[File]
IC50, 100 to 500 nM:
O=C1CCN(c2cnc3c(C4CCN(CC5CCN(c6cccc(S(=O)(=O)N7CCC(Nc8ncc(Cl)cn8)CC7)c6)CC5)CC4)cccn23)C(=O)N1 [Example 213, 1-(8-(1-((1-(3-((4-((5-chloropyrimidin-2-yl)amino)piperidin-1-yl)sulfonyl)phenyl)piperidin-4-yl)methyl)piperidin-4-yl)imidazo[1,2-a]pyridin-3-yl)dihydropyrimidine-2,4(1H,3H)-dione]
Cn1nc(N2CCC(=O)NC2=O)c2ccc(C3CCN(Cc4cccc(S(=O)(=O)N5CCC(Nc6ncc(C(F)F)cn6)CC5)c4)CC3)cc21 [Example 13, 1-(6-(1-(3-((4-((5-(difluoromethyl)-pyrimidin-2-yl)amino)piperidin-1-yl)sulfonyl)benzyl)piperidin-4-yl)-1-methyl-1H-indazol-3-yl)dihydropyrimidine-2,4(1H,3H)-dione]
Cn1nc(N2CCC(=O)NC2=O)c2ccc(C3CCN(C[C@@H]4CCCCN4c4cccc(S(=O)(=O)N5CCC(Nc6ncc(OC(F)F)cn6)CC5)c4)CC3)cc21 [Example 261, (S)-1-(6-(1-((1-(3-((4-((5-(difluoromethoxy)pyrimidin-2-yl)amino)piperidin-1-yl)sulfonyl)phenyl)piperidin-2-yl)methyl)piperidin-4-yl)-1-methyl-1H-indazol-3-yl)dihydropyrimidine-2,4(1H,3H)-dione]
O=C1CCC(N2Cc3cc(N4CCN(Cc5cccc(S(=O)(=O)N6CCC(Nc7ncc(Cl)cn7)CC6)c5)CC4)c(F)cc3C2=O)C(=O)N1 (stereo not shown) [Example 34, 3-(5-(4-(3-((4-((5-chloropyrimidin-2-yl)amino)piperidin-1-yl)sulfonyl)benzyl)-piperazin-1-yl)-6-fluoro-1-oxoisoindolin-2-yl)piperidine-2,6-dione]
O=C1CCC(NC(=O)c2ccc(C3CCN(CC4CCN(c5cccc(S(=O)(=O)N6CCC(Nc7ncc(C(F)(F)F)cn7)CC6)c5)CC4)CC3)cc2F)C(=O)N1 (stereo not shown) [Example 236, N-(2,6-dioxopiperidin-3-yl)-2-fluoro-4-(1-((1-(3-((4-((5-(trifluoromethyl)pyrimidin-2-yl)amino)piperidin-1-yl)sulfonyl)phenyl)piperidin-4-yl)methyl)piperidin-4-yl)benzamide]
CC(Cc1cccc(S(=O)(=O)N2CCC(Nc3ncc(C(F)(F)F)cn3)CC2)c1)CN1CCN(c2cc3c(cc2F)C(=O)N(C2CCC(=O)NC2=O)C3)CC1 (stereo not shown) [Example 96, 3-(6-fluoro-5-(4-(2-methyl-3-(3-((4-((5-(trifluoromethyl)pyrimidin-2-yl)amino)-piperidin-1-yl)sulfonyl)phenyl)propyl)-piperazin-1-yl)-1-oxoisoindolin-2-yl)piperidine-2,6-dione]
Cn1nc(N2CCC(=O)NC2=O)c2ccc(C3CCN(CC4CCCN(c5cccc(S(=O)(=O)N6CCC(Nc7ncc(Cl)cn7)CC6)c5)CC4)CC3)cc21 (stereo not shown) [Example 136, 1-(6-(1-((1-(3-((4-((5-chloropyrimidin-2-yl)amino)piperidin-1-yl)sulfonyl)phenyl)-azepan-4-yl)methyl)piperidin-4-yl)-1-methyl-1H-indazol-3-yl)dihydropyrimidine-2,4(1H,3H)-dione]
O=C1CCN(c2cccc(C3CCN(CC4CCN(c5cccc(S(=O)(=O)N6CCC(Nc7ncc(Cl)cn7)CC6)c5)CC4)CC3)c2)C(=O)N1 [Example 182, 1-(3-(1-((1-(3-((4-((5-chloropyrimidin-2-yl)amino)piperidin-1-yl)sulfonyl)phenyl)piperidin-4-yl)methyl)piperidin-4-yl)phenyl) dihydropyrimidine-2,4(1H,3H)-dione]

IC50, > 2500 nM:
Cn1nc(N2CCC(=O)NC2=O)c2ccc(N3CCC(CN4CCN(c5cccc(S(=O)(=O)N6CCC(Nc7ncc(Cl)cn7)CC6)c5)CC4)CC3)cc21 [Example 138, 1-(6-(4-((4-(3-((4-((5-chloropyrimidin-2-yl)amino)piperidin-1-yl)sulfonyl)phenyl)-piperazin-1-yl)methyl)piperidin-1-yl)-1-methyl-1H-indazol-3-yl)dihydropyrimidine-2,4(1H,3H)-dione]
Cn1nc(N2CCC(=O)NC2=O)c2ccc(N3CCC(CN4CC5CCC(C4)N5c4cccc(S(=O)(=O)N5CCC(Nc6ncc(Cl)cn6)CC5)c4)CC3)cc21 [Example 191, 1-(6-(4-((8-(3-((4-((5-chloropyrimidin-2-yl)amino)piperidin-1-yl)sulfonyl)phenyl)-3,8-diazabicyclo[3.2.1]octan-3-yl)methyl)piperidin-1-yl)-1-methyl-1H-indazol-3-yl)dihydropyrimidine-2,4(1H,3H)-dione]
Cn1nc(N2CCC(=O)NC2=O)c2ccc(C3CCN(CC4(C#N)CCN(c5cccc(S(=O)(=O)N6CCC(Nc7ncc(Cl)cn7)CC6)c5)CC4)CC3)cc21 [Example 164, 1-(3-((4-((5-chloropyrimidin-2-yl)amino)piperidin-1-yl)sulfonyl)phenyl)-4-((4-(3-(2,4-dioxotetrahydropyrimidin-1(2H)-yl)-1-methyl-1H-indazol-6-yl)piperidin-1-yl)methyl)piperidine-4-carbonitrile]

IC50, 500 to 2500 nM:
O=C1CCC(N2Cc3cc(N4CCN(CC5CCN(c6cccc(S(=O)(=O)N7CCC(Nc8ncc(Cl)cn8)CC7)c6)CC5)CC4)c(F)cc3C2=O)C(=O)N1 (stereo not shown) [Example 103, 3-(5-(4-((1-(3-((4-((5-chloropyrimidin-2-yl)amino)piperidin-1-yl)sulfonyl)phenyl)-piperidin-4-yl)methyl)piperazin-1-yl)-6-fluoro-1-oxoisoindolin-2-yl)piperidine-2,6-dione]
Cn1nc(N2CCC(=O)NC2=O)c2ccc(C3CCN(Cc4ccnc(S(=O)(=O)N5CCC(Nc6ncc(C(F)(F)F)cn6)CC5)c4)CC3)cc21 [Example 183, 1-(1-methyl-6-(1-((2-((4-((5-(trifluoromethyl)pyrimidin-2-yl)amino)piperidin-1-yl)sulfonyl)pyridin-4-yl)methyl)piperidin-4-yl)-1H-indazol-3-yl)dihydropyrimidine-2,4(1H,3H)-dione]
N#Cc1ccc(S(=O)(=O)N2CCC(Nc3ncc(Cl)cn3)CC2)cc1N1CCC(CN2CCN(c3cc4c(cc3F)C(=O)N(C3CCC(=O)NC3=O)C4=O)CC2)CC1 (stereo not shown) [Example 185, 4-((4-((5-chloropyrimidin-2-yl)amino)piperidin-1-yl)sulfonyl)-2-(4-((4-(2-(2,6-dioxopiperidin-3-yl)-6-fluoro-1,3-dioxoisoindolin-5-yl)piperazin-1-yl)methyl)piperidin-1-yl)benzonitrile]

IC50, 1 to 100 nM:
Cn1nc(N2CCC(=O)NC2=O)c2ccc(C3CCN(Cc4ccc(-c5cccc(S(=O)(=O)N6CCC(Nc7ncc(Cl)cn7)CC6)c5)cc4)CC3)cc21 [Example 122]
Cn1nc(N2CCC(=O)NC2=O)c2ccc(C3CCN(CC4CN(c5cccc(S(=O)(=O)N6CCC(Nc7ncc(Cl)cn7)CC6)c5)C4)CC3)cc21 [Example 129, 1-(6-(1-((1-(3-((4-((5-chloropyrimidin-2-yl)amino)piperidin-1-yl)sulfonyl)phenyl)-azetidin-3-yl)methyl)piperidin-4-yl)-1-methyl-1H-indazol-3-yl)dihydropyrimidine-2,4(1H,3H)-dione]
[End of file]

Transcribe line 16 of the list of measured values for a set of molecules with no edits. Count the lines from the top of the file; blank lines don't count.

Cn1nc(N2CCC(=O)NC2=O)c2ccc(C3CCN(Cc4ccnc(S(=O)(=O)N5CCC(Nc6ncc(C(F)(F)F)cn6)CC5)c4)CC3)cc21 [Example 183, 1-(1-methyl-6-(1-((2-((4-((5-(trifluoromethyl)pyrimidin-2-yl)amino)piperidin-1-yl)sulfonyl)pyridin-4-yl)methyl)piperidin-4-yl)-1H-indazol-3-yl)dihydropyrimidine-2,4(1H,3H)-dione]